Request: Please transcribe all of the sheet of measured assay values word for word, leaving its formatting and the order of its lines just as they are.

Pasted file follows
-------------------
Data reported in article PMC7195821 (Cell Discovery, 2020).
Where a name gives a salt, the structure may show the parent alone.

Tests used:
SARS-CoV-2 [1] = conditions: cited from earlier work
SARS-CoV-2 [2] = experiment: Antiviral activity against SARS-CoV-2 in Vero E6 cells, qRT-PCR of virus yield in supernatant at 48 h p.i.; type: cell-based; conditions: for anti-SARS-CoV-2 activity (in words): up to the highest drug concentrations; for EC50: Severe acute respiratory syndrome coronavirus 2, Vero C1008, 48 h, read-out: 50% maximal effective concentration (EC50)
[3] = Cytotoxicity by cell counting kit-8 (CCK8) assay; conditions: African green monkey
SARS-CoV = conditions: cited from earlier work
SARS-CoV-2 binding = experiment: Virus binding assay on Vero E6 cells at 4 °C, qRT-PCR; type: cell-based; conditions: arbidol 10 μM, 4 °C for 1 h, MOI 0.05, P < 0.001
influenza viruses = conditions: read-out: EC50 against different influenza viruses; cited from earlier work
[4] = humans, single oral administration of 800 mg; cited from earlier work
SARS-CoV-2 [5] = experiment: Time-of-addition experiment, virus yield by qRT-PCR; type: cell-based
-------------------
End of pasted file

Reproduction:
Data reported in article PMC7195821 (Cell Discovery, 2020).
Where a name gives a salt, the structure may show the parent alone.

Tests used:
SARS-CoV-2 [1] = conditions: cited from earlier work
SARS-CoV-2 [2] = experiment: Antiviral activity against SARS-CoV-2 in Vero E6 cells, qRT-PCR of virus yield in supernatant at 48 h p.i.; type: cell-based; conditions: for anti-SARS-CoV-2 activity (in words): up to the highest drug concentrations; for EC50: Severe acute respiratory syndrome coronavirus 2, Vero C1008, 48 h, read-out: 50% maximal effective concentration (EC50)
[3] = Cytotoxicity by cell counting kit-8 (CCK8) assay; conditions: African green monkey
SARS-CoV = conditions: cited from earlier work
SARS-CoV-2 binding = experiment: Virus binding assay on Vero E6 cells at 4 °C, qRT-PCR; type: cell-based; conditions: arbidol 10 μM, 4 °C for 1 h, MOI 0.05, P < 0.001
influenza viruses = conditions: read-out: EC50 against different influenza viruses; cited from earlier work
[4] = humans, single oral administration of 800 mg; cited from earlier work
SARS-CoV-2 [5] = experiment: Time-of-addition experiment, virus yield by qRT-PCR; type: cell-based